On April 15, 2013, otherwise known as “Tax Day,” the U.S. House of Representatives unanimously passed House Resolution 882, titled the “Contracting and Tax Accountability Act of 2013.” The bill would prohibit the government from awarding contracts and grants in excess of the simplified acquisition threshold unless the bidder certifies in writing that the individual or company does not have any “seriously delinquent tax debts.” Importantly, rather than focus on tax debts of the company, the certification focuses on the tax debts of the individuals running the company.
The legislation prohibits awards to a “person with a seriously delinquent tax debt.” A corporation violates this standard if an officer or shareholder with a controlling interest has an outstanding tax debt for which a notice of lien has been filed in accordance with Section 6323 of the Internal Revenue Code. A tax debt will not be considered “seriously delinquent” if it is being paid in a timely manner pursuant to an agreement with the IRS or a collection due process hearing is requested or pending. There is a similar provision for partnerships.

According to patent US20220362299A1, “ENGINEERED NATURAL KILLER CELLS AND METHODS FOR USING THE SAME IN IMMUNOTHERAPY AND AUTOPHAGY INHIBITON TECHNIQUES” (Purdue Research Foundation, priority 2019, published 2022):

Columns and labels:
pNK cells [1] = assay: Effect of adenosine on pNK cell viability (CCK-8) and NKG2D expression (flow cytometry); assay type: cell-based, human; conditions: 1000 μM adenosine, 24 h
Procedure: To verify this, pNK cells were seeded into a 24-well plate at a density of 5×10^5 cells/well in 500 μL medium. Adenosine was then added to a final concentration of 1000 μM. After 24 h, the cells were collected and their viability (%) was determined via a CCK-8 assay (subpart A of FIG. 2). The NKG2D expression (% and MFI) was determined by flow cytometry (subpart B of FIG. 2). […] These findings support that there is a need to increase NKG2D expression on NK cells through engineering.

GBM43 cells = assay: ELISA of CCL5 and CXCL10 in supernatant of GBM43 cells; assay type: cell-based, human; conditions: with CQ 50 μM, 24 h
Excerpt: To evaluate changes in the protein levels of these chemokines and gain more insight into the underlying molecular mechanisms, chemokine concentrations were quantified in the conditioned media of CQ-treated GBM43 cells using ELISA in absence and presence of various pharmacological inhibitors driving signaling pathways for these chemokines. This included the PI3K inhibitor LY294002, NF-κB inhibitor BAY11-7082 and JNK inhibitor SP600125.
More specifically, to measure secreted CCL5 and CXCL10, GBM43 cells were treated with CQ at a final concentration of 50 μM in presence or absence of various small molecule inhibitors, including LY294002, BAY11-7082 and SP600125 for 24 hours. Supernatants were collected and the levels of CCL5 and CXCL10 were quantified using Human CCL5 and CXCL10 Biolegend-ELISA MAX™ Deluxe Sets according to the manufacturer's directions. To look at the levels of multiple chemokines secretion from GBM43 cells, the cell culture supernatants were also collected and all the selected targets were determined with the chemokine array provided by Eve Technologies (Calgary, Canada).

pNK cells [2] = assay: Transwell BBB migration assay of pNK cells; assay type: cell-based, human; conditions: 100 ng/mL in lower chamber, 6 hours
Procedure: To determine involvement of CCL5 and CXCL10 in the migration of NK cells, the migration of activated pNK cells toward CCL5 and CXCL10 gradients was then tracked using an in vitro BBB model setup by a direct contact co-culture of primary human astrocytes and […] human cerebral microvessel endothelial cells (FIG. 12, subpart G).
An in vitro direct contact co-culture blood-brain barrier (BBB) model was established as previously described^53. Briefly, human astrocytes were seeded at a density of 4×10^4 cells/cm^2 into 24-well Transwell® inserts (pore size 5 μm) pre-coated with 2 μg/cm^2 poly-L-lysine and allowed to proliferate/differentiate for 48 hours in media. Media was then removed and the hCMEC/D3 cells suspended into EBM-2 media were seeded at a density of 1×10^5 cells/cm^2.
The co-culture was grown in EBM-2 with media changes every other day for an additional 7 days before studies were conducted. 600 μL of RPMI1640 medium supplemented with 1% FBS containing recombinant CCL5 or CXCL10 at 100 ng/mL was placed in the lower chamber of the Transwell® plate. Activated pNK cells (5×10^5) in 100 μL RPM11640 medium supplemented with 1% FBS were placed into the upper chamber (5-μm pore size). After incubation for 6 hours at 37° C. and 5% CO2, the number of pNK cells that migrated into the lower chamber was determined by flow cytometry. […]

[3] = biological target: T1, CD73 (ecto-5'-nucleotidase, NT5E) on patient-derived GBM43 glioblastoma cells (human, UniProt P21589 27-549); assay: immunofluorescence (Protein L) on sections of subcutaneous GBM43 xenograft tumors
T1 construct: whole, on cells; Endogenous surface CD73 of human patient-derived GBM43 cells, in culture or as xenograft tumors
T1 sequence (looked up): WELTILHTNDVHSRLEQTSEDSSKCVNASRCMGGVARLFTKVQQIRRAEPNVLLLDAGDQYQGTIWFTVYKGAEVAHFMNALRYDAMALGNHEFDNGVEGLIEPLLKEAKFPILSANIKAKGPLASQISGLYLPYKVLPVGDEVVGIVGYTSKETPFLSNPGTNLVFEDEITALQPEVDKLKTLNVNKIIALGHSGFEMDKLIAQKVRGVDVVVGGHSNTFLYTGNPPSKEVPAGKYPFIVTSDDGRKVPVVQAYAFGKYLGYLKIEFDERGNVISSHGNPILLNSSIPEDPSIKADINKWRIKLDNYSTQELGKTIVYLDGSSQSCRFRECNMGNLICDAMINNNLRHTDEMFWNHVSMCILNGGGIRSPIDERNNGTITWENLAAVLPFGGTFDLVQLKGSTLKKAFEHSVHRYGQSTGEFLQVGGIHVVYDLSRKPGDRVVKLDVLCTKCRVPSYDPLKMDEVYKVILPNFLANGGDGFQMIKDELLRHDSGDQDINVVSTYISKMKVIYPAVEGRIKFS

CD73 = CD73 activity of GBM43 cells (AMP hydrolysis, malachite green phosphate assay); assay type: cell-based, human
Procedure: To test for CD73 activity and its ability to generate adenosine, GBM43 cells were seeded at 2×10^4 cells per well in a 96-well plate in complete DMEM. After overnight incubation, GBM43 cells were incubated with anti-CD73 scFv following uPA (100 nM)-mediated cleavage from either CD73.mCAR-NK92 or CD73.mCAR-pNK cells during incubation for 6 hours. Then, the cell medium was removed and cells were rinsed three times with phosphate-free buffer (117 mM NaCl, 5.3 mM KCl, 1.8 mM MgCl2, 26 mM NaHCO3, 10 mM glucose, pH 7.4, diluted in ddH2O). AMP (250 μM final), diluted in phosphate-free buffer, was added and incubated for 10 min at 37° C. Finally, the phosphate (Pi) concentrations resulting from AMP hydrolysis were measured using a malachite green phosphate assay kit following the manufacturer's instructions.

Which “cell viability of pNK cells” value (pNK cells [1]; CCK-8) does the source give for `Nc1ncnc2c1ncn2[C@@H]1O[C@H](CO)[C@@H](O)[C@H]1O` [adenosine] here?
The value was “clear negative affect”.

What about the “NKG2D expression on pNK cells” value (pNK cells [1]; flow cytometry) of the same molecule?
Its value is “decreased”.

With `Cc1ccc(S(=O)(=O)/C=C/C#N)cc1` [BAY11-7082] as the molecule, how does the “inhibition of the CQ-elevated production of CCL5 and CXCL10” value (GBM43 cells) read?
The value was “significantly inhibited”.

Last year, the House passed a similar bill that would have made any individual with a seriously delinquent tax debt ineligible for federal employment or to continue serving as a federal employee, but the bill was never passed by the Senate. This time the representatives focused on the federal contractor community. If the bill passes, contractors will need to develop policies and notice and reporting structures so they identify and address potentially noncompliant officers and shareholders.
The full text can be found here.